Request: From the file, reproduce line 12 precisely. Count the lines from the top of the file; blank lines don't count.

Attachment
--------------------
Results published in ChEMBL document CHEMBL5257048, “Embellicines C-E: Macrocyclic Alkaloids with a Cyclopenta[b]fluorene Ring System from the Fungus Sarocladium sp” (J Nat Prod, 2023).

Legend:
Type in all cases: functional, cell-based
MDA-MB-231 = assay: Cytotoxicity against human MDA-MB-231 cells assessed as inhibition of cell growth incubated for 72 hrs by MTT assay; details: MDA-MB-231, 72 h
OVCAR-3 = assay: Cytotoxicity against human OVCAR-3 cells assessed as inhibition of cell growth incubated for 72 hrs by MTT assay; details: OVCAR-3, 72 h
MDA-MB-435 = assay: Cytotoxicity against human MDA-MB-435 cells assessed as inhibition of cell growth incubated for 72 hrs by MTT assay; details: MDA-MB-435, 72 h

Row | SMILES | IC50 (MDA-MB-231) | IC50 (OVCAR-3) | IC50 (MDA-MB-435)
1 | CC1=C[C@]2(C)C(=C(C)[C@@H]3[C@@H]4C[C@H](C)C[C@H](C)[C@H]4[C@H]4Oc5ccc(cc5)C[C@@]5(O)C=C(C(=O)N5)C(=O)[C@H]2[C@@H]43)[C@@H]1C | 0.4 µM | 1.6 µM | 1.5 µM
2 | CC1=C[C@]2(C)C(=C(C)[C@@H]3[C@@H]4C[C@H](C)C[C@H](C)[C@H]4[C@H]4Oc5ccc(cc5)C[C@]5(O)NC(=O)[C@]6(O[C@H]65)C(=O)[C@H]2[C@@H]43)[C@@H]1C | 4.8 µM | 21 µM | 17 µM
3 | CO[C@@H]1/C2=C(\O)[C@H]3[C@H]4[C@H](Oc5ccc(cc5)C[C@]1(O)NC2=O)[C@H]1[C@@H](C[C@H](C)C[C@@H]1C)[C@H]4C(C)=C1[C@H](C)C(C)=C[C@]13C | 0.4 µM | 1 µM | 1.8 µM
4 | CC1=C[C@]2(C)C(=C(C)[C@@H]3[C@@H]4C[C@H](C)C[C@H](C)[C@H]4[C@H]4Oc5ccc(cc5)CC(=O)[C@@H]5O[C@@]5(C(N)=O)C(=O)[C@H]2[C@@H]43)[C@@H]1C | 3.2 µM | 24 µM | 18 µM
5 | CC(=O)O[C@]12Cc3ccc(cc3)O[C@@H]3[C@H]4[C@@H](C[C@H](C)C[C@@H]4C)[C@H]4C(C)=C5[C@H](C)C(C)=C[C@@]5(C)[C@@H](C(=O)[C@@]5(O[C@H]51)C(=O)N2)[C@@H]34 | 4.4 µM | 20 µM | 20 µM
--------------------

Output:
5 | CC(=O)O[C@]12Cc3ccc(cc3)O[C@@H]3[C@H]4[C@@H](C[C@H](C)C[C@@H]4C)[C@H]4C(C)=C5[C@H](C)C(C)=C[C@@]5(C)[C@@H](C(=O)[C@@]5(O[C@H]51)C(=O)N2)[C@@H]34 | 4.4 µM | 20 µM | 20 µM